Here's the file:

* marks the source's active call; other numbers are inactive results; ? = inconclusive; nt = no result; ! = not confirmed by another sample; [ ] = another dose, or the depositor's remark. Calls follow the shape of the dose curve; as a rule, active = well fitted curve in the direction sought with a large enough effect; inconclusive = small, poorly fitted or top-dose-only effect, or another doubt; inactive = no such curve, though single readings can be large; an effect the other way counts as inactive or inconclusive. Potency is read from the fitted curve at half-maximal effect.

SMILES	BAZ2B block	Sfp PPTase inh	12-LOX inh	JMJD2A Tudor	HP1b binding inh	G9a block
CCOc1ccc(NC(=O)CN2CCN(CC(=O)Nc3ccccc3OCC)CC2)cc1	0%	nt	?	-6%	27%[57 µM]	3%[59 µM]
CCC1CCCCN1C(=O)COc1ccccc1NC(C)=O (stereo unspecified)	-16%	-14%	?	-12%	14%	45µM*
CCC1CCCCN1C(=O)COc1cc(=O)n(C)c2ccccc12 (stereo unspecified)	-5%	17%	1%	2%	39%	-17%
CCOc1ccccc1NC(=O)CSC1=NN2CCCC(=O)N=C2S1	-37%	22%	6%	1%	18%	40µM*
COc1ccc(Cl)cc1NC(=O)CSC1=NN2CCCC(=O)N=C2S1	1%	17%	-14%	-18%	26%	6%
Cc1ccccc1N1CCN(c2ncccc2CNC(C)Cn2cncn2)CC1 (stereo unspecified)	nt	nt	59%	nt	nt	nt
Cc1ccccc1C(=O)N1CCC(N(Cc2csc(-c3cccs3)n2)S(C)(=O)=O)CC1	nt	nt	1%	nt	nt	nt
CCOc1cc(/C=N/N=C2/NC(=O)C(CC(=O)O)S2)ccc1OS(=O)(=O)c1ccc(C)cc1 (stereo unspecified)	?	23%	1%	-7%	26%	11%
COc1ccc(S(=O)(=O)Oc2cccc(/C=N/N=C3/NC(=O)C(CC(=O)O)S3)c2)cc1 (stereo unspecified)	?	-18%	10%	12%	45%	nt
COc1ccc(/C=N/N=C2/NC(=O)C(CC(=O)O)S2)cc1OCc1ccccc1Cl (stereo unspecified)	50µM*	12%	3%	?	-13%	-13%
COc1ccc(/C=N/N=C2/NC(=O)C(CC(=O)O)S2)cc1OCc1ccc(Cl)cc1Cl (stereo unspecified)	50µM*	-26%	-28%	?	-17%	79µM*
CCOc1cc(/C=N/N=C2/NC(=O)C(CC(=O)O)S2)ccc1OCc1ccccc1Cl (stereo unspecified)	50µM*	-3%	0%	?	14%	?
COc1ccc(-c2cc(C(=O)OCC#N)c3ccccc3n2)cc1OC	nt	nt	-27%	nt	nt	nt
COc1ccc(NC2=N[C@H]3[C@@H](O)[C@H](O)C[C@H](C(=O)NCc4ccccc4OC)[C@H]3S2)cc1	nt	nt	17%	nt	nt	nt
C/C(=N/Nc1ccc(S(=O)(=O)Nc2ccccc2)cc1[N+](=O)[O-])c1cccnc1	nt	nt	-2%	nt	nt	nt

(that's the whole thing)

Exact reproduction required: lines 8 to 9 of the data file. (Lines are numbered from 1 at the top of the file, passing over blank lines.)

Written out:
Cc1ccccc1N1CCN(c2ncccc2CNC(C)Cn2cncn2)CC1 (stereo unspecified)	nt	nt	59%	nt	nt	nt
Cc1ccccc1C(=O)N1CCC(N(Cc2csc(-c3cccs3)n2)S(C)(=O)=O)CC1	nt	nt	1%	nt	nt	nt